While we didn’t have money and my mother would get food stamps, my mother was there. And she would always send me to school with a PB&J.

Dutchess_lll's avatar

Well, if any adult broadcast that a poor kid got free lunches in order to humiliate them they’d be sued in a heartbeat so I call bullshit.

Dutchess_lll's avatar

In my experience EVERYONE within a school district is pro kid and protective, from the bus drivers to the lunch ladies. They will defend those children with their lives.

hmmmmmm's avatar

@Dutchess_lll: “so I call bullshit.”

Didn’t expect to get pushback on this. Too tired to fight with right-wing shit right now. And yes, even in my fucking town, I knew every single kid who got free lunch. Why? Because of the cafeteria. Also, fuck off.

Dutchess_lll's avatar

How did you know? Who told you? And why would they even tell you?

JLeslie's avatar

^^The children with free lunch didn’t pay with cash while the other kids did.

Dutchess_lll's avatar

Lunches are paid weeks / months in advance by the parents. $15, $30 at a time. They haven’t sent kids to school with daily lunch money since the 60s.

JLeslie's avatar

Well, when I was a kid in high school in the 80’s we were still paying.

hmmmmmm's avatar

@Dutchess_lll: “Lunches are paid weeks / months in advance by the parents. $15, $30 at a time. They haven’t senr kids to school with daily lunch money since the 60s.”

My wife and I are 47 years old. Having “pre-paid accounts” didn’t exist in either of our towns as of 1992. We went through our entire k-12 with having to bring cash and pay for lunch.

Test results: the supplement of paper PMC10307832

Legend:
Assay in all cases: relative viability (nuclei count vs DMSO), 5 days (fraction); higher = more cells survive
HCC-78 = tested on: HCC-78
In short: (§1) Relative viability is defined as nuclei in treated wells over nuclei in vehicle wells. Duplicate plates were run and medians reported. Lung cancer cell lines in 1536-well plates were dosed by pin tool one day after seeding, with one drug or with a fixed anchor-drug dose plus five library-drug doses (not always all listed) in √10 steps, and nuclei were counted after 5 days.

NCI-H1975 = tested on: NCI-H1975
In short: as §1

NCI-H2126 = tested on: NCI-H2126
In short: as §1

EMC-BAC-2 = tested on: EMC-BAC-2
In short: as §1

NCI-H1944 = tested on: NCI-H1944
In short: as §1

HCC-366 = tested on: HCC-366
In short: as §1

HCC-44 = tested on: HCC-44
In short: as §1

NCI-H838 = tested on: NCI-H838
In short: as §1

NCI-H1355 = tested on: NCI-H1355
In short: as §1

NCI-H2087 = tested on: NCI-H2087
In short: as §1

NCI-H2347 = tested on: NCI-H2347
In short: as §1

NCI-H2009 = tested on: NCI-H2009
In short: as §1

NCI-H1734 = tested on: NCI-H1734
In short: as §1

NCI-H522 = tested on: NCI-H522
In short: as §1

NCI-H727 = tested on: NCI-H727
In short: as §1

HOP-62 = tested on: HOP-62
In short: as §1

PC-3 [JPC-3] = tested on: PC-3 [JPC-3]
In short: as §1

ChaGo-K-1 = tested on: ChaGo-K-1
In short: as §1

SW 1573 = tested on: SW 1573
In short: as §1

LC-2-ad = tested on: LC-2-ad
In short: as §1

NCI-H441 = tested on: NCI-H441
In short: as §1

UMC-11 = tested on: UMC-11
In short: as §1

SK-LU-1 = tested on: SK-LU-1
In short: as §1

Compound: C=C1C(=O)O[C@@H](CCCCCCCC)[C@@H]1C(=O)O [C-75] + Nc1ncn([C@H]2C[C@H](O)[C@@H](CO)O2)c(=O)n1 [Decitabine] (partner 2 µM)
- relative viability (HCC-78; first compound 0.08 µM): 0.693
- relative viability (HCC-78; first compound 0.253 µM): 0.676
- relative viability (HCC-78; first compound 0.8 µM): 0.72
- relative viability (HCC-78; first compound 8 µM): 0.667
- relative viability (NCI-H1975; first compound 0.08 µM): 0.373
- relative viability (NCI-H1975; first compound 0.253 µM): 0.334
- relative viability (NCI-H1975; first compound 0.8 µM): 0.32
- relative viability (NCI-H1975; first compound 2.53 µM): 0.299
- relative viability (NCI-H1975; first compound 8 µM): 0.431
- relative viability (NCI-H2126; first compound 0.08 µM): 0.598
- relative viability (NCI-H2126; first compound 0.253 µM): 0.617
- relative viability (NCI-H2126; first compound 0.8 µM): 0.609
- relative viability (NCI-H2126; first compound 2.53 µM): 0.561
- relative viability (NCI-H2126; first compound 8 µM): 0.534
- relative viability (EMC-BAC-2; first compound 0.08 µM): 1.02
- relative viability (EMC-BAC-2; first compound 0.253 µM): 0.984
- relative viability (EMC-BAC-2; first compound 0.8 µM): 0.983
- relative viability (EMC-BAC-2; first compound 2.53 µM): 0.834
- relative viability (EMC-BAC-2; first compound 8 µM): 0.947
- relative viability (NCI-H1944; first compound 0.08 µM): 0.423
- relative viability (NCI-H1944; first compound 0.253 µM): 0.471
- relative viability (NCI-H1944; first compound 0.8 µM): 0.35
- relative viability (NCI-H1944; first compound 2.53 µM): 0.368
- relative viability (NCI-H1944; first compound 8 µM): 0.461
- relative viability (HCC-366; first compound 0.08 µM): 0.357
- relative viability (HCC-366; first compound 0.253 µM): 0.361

I know information isn’t necessarily your thing. But have you not heard about the stigma of free lunch before? Do a Google search, and you’ll see that it’s still an issue in may districts, and there is tons of work to fix this. A search takes 10 seconds.

I have 3 kids. There have been pre-paid accounts in the district since at least 2009 here, so I can’t imagine it would be a huge issue right now in my town.

Dutchess_lll's avatar

I never paid daily and I was.a kid in HS in the 70s.

hmmmmmm's avatar

@Dutchess_lll: “I never paid daily and I was.a kid in HS in the 70s.”

I call bullshit. /s

Dutchess_lll's avatar

Oh sure @hmmmmmm. I’ve heard of the made up Facebook stigma of free lunch. Who hasn’t?

hmmmmmm's avatar

^ What the shit are you talking about?

hmmmmmm's avatar

Towns are addressing it because it is an issue. Just do a search.

hmmmmmm's avatar

Waiting for a response once you read up on this issue that you have never heard of. Click the links if you can’t type in the search terms.

hmmmmmm's avatar

@Dutchess_lllHere is an interesting article on the recent (2013) moves away from cash for school lunches.

“For decades, it was one of the iconic images of childhood: the youngster dispatched to school with lunch money squirreled tightly in his or her pocket or backpack. But perhaps for not much longer: As inevitably as slide rules once gave way to calculators, school cafeterias are embracing technological change.